But that situation may be coming to an end with the announcement today that Microsoft is joining the Open Invention Network (OIN). This is also the best way for Microsoft to show that it does not intend to use patents as a weapon against any free software, beyond just that free software which is part of OIN's specific list.
However, the company is not making patents such as Windows' desktop and desktop application code open source.
According to ZDNet, Keith Bergelt, OIN's CEO, said that these newly open sourced patents consist of tons of technologies related to Android, OpenStack, Linux kernel, HyperLedger, LF Energy, etc. Despite that, Microsoft has made more than 60,000 of its patents open source.
Andersen's mention of "friction" is putting it lightly. This can be done by supporting grassroots efforts like the FSF's End Software Patents campaign, or by Microsoft directly urging the US Congress to pass legislation excluding software from the effects of patents, or both. In 2016, the company even became a member of the Linux Foundation.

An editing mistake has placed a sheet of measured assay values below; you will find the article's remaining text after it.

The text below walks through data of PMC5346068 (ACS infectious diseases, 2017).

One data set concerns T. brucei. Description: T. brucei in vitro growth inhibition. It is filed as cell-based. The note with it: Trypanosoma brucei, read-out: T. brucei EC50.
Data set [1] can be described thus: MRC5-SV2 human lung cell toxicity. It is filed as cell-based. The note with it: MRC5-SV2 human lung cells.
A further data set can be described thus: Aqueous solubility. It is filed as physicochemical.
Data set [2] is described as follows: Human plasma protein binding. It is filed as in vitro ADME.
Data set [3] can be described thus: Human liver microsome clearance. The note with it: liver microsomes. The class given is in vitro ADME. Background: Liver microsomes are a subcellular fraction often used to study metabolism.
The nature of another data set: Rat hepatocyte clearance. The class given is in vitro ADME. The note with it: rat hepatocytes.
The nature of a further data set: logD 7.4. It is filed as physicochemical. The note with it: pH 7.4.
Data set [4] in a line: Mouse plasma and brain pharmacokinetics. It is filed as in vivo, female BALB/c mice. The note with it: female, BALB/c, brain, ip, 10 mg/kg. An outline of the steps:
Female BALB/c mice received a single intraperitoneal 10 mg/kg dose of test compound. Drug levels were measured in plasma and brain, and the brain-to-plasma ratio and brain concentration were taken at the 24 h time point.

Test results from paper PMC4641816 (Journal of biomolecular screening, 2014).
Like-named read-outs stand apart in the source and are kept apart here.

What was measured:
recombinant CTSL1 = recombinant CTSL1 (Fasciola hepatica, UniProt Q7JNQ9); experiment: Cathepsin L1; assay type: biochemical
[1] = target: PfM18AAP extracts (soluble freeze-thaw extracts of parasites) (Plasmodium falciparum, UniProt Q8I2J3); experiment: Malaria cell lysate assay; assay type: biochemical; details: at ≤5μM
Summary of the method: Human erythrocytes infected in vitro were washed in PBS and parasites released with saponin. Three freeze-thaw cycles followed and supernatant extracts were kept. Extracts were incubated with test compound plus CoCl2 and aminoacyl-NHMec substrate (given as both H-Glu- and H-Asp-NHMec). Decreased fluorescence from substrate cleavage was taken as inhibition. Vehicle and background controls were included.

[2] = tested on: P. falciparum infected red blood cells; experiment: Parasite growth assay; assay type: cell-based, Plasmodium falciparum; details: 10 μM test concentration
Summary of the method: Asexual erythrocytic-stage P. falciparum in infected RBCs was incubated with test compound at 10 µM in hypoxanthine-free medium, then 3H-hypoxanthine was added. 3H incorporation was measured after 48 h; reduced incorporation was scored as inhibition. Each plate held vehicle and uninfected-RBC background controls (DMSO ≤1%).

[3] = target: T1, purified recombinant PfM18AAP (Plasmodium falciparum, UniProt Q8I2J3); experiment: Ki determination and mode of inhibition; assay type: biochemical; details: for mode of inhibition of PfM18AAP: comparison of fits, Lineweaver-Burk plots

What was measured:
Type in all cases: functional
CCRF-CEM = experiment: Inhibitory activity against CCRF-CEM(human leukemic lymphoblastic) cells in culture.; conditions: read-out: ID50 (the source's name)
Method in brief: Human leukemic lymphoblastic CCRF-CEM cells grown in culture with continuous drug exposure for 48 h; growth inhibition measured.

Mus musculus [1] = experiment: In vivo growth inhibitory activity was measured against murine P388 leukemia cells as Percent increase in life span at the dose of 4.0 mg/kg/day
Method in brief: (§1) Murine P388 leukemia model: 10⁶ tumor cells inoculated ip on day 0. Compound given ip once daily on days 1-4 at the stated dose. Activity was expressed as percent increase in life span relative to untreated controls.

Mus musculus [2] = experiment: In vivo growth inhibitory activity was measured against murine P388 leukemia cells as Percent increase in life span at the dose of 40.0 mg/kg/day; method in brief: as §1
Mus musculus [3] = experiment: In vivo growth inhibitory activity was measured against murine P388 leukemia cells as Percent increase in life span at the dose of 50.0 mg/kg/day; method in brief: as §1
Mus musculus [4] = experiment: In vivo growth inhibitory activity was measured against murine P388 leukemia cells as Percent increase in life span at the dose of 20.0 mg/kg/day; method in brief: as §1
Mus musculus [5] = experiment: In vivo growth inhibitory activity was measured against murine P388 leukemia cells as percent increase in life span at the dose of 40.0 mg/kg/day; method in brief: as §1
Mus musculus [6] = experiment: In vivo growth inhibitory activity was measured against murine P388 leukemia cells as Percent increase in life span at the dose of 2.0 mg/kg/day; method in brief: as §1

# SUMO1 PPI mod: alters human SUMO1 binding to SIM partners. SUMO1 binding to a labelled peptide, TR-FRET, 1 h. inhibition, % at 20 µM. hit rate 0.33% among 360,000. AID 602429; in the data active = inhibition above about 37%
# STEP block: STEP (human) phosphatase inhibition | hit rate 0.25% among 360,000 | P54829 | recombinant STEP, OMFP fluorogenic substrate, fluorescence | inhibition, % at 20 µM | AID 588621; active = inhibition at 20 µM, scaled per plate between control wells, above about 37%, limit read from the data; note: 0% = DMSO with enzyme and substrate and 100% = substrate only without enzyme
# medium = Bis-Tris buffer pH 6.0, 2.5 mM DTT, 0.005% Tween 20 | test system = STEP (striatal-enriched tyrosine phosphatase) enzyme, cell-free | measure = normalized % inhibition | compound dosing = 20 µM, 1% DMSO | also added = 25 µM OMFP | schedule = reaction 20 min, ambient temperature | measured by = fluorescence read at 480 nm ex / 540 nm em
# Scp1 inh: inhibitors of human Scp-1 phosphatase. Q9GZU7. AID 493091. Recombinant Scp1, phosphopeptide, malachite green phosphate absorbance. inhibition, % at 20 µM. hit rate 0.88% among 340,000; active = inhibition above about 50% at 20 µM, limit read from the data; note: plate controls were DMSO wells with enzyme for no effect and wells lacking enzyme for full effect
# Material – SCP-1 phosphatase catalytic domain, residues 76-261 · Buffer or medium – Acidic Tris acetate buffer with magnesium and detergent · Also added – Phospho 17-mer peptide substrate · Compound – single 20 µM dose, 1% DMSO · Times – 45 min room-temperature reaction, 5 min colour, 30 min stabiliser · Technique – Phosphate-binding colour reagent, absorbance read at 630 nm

Microsoft didn't get into specifics about how the new patent licensing arrangement will work, so it isn't totally clear if the software giant is ending any ongoing royalty payments from Linux vendors. We believe the protection OIN offers the open source community helps increase global contributions to and adoption of open source technologies.
Now, the company is really putting its money where its mouth is by joining the Open Invention Network (OIN), a group which manages a system of patent cross-licensing created to reduce the risk of open-source projects being shut down by patent infringement claims - with some of said claims having, in the past, come from Microsoft itself.